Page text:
Following the epic battle between Ferrari and Mercedes at Monza two weeks ago, Formula One left the old continent to continue its exciting show in Singapore. The street circuit with its buzzing atmosphere represents arguably the toughest challenge in the sport due to the heat, humidity and very complicated layout.
Big surprise – Ferrari’s great performance during the qualifying session for the Singapore Grand Prix left Lewis Hamilton puzzled over the current pecking order. Like most in the paddock, the Briton also thought that the characteristics of the Marina Bay Circuit would favour Mercedes and Red Bull as the Scuderia was struggling on similar circuits. The five-time world champion admitted he could not explain the reasons behind Ferrari’s improvements. “I don’t know where they have picked up their pace for a street circuit like this. They’ve obviously done a great job. I don’t really know where we’re losing it, the first sector is a bit of a loss to us, part of it is a straight line but they are able to match us in the middle and the last sector.” When asked about Mercedes’ development programme, Hamilton conceded that his team has not brought any major new parts lately. “We’ve not had an upgrade for a while so maybe when that comes that will help us a little bit. We’ll just keep pushing.”
Within grasp – Sebastian Vettel failed to secure the pole position for tomorrow’s Singapore Grand Prix despite to his promising great first lap during the last qualifying segment. On his second attempt, the German did not feel that comfortable as on his first hot lap because his car was sliding around on several corner exits. The German thinks that he could have matched his teammate’s pole position lap time with a clean lap had he not pushed too hard. “I think the lap time was possible so I thought the first run was good, it was a good reference but I thought that especially in sector three I had quite a bit of lap time in hand and parts in sector two. And then in the last attempt I lost the car a little bit through turn three in sector one and then again in turn nine. From that point onwards I was a little bit down compared to the previous lap,” he said.
Less than expected – Max Verstappen admitted that he expected more from his car as Singapore was supposed to highlight the strengths of the RB15. The Dutchman was happy with the balance of the car, but he was struggling for grip which Red Bull has to look into before the race. Asked about Ferrari’s sudden lift in performance on a high-downforce track which has been the Scuderia’s Achilles heel so far, Verstappen said that he “ didn’t expect Ferrari to be on pole but they did a really good job and we will have to work harder. We came here wanting to fight for the front row and P4 feels a bit disappointing on a track like this where we hoped to be quicker but it was the best we could do and at least we are ahead of one Mercedes.”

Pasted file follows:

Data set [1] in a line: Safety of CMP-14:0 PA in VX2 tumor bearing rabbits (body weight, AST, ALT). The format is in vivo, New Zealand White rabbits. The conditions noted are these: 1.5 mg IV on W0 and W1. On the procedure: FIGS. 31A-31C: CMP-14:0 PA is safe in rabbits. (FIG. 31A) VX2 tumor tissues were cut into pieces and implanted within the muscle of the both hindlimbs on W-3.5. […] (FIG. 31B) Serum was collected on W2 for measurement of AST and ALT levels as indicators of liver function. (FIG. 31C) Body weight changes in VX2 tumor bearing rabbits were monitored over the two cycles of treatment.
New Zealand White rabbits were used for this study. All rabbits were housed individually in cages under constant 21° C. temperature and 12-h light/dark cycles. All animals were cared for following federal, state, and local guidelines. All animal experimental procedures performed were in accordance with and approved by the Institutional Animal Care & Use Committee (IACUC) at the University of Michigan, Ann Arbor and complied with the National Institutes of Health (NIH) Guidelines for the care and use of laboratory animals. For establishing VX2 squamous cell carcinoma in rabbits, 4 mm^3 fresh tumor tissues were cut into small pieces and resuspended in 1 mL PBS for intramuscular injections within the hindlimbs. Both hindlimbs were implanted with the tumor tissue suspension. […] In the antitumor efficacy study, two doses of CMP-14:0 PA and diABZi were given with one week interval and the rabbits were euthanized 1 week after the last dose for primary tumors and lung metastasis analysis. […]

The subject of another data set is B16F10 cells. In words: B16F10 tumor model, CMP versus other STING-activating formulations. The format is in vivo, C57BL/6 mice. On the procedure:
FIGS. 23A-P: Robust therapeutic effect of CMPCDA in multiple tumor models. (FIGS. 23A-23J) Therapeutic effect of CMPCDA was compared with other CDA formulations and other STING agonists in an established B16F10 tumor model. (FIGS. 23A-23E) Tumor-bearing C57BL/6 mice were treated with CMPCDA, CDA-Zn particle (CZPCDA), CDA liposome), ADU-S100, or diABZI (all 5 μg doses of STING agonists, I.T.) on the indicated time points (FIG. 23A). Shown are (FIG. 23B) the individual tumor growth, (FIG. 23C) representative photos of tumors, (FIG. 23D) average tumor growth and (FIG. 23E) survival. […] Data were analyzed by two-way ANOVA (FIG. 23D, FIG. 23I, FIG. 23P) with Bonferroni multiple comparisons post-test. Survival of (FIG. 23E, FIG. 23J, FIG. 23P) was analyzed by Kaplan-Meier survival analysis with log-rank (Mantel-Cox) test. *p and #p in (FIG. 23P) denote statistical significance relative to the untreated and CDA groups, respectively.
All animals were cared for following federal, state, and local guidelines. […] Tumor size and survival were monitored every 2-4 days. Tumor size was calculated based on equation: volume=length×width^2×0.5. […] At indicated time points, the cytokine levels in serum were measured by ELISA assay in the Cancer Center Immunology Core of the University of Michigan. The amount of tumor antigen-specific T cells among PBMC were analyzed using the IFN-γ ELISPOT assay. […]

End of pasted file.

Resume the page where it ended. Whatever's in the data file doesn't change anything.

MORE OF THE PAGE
Decision sooner than later – Speaking to SkySport, Red Bull advisor dr Helmut Marko confirmed that his team will decide about its driver line-up after the Mexico round. According to the Austrian, Daniil Kvyat will stay at Toro Rosso and the company does not intend to sign a driver outside the current pool of its four drivers, meaning that it will be either Alexander Albon or Pierre Gasly who will drive alongside Max Verstappen in 2020. Based on Albon’s performance during his first two outings with the senior team, the Thai-British driver seems to be the leading contender to occupy the second race seat at Red Bull.
Race against time – On Friday, Juan Manuel Correa’s family announced that the American has taken out of a medically-induced coma. Correa suffered horrific injuries when he collided with Anthoine Hubert during the feature F2 race at Spa, Belgium. The Ecuadorian-American spent the first days after his accident in Belgium before he was transported to a specialist hospital in London. Although the family welcomed the improvements of Juan Manuel’s state of health, it conceded that the 20-year-old is still not completely awake. According to the statement, the driver needs a major leg surgery “in order to minimise risk of irreversible injuries to his right lower extremity but can’t proceed until lungs are ready to withstand a lengthy operation.”
Heavy price for a mistake – Daniel Ricciardo has been disqualified from qualifying for exceeding the power output limit. The Australian secured a strong eighth place for tomorrow’s Singapore Grand Prix, but the stewards discovered through several inspections that the Australian had exceeded his MGU-K power limit in the Q1 segment of qualifying. The Stewards heard from the FIA Technical Delegate and team representatives including the team manager and two of the engineers responsible. The team tried to defend by claiming that the excess was very small and offered no measurable benefit. However, the Stewards decided to disqualify the Australian from the qualifying session based on Article 1.2.2 of the International Sporting Codex which states that “If an Automobile is found not to comply with the applicable technical regulations, it shall be no defense to claim that no performance advantage was obtained.
Multiple plans – After Haas announced the contract extension with Romain Grosjean, the Frenchman admitted that he had been working on different plans to cover any situations. When asked about his plans, the former GP2 champion said that other high-quality championships like Formula E and DTM were also among his favoured options. Grosjean also admitted that he himself pondered about the possibility of leaving Formula One as he has been missing the fights for top positions, something he has not experienced since he drove for Lotus in 2013. “Plan A was Formula 1 and there was a few options there. And then plan B were Formula E and DTM or the both together,” the Frenchman said.